Massachusetts Volunteer Infantry Regiment Essay

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The 54th Regiment Massachusetts Volunteer Infantry, nicknamed the "Swamp Angels", was an infantry regiment that saw broad administration in the Union Army in the American Civil War. The regiment was one of the main authority African-American units in the United States in the Civil War. Numerous African-Americans had battled in the American Revolution and the War of 1812 on both sides. In the beginning February 1863, the abolitionist Governor John A. Andrew of Massachusetts issued the Civil War's first call for African troopers. Massachusetts did not have numerous African-American inhabitants, but rather when 54th Infantry regiment took off to preparing camp two weeks after the fact more than 1,000 men had volunteered. Many originated from different states, for example, New York, Indiana and Ohio; some even originated from Canada. One-fourth of the volunteers originated from slave states and the Caribbean. Fathers and children (some as youthful as 16) enrolled together. The most …show more content…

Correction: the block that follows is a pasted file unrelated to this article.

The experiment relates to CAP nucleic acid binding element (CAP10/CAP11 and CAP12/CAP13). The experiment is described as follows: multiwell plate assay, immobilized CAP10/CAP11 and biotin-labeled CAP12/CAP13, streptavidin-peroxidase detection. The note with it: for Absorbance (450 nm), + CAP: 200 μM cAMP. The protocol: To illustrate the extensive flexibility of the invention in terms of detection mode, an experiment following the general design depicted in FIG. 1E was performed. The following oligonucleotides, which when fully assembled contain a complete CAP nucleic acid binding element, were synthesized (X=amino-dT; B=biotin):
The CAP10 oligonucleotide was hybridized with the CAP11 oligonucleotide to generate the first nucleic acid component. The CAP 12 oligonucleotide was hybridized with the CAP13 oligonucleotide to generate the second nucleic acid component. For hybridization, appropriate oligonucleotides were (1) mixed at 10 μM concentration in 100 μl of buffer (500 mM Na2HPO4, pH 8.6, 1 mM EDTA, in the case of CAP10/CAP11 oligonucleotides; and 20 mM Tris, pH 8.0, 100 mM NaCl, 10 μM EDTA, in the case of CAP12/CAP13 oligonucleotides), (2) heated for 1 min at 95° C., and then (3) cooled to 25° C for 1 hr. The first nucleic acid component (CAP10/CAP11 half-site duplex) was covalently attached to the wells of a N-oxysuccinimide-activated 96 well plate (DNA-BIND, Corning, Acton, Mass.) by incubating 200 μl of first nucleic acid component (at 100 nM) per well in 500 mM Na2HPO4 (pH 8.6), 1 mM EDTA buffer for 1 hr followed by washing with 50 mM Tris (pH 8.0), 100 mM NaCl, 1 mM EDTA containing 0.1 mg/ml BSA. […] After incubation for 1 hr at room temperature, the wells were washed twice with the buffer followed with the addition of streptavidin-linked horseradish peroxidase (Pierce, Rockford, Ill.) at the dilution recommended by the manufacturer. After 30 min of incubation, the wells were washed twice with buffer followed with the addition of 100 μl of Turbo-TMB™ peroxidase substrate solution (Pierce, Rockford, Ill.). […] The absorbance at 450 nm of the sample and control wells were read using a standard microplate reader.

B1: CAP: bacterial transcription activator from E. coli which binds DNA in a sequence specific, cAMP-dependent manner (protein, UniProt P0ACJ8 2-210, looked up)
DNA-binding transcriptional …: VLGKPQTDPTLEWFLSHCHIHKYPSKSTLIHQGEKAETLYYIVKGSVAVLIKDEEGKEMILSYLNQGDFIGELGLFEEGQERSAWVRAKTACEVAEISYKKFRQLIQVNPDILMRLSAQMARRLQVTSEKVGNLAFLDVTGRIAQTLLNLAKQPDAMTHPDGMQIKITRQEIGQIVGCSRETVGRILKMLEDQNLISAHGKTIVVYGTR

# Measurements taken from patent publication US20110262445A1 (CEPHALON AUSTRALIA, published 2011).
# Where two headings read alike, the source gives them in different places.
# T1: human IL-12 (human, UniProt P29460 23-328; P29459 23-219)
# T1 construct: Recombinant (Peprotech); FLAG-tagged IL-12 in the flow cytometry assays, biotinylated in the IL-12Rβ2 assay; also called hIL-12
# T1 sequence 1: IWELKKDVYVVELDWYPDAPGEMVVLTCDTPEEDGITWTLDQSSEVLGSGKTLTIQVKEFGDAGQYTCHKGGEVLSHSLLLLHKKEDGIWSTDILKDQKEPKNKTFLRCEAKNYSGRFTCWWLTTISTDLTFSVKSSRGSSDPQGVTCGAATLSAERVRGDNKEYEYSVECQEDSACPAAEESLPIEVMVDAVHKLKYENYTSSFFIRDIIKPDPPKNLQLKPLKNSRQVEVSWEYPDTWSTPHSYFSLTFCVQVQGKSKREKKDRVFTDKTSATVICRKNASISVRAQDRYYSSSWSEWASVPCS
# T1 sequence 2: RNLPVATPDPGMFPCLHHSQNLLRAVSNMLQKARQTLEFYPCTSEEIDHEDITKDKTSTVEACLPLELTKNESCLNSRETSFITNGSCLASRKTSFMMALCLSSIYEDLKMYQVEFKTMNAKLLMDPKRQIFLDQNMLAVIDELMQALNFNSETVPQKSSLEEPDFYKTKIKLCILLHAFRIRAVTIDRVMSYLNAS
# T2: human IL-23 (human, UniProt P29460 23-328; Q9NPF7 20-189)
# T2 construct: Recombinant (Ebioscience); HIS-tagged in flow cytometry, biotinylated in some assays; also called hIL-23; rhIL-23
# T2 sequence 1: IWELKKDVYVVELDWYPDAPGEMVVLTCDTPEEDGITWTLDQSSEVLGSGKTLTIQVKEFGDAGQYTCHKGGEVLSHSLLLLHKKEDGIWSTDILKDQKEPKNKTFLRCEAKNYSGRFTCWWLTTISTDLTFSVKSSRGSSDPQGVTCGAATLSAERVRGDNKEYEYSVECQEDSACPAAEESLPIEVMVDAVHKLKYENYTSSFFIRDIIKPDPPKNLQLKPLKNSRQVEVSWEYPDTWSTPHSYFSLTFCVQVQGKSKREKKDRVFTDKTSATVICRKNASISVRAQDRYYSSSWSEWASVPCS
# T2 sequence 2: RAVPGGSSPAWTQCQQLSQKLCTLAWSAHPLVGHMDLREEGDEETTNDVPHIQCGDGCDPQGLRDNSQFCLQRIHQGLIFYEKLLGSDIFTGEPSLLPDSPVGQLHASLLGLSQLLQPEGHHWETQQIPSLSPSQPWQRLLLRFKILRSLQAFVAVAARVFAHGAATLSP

The following week, they were constrained by Shaw's bosses to take an interest in an especially damaging assault on the town of Darien, Georgia. The colonel was enraged: His troops had come South to battle for opportunity and equity, he contended, not to obliterate undefended towns with no military hugeness. He kept in touch with General George Strong and inquired as to whether the 54th may lead the following Union charge on the combat zone. Indeed, even as they battled to end servitude in the Confederacy, the African-American warriors of the 54th were battling against another foul play too. The U.S. Armed force paid black soldiers ten dollars a week; white troopers got three dollars more. To challenge this affront, the whole regiment–soldiers and officers alike–refused to acknowledge their wages until high contrast warriors earned equivalent pay for equivalent work. This did not occur until the war was practically

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